BBVA’s total nonperforming asset ratio may now be an eye-watering 4.3% — and 5.1% on its Spanish portfolios — but expected losses are now 57% covered by provisions. Meanwhile, BBVA’s capital position looks strong with a core Tier 1 capital ratio of 8%. The bank’s profitable emerging market operations, notably Mexico, provide strong capital generation. And BBVA’s focus on retail banking rather than risky trading activities makes it less vulnerable to new regulatory capital charges.
The higher provisions in the US were tied to commercial real estate loans.
That leaves BBVA still one of the most promising European banks, despite a 5% fall in the shares on the back of the results. A sustainable return on tangible equity of over 20% plus the potential to pay a generous dividend should support a share price in excess of the current twice tangible book value. But investors will now worry about other banks such as Barclays and Deutsche Bank whose balance sheet valuations have been regularly questioned. Policy makers did warn that investors were being too complacent.
In my Jan. 14 post US RETAIL SALES: AN ANALYSIS OF THE LAST 2 YEARS, I outlined the significant market share gain of “non-store” retailers. I wrote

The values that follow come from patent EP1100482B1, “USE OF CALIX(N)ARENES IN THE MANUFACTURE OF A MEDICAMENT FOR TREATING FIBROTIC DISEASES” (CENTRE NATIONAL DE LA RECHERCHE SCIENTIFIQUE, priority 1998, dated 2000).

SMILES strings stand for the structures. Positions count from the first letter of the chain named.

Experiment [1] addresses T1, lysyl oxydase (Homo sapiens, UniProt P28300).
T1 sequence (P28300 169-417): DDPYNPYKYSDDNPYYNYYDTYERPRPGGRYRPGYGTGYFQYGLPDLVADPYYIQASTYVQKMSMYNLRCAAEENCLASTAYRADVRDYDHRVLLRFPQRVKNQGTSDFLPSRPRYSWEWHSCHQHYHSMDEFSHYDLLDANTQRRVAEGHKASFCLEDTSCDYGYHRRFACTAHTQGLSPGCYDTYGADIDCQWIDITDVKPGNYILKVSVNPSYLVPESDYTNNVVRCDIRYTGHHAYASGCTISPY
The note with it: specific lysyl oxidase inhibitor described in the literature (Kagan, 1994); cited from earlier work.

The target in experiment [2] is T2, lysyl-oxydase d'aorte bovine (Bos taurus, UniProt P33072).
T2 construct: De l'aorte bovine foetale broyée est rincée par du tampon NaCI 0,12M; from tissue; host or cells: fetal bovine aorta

However, the “new normal” can be applied to online shopping, the only segment that, at the end of 2009, is showing sales above its 2008 peak level. Non-Store sales (principally on line at present) in December were 5.1% above their 2 year average, having grown 10.3% in the last 12 months.
Amazon reported an amazing 19% YoY growth in customers, even more amazing when considering that this is a company with $30B in revenues.
For the current quarter, Amazon forecast another sharp revenue gain, of between 32% and 43% to between $6.45 billion and $7 billion, compared with the year-ago quarter. It projects operating net will rise between 13% and 50%, to between $275 million and $365 million.
And here is the other “new normal”:
The company reported that when it has both paper editions and digital editions of books, it sells six Kindle books for every 10 paper books.
California’s existing single-family home sales increased 4% in December on a seasonally adjusted basis relative to November. On a year-over-year basis, sales rose 2% to a run-rate of 558,320 units. Sales activity continues to be supported by a large mix of heavily discounted foreclosure re-sales, which accounted for 41.0% of December’s re-sale transactions, according to DataQuick. Notably, this is up very modestly from 40.1% last month, but still down substantially from its peak last February at 58.8% of all sales. On that note, we believe the recent moderation in sales activity can be attributed to: 1) a decline in the pace of foreclosure sales, which have been affected by various foreclosure moratoriums and efforts by servicers to modify loans, and 2) more challenging year-ago comparisons than in early 2009.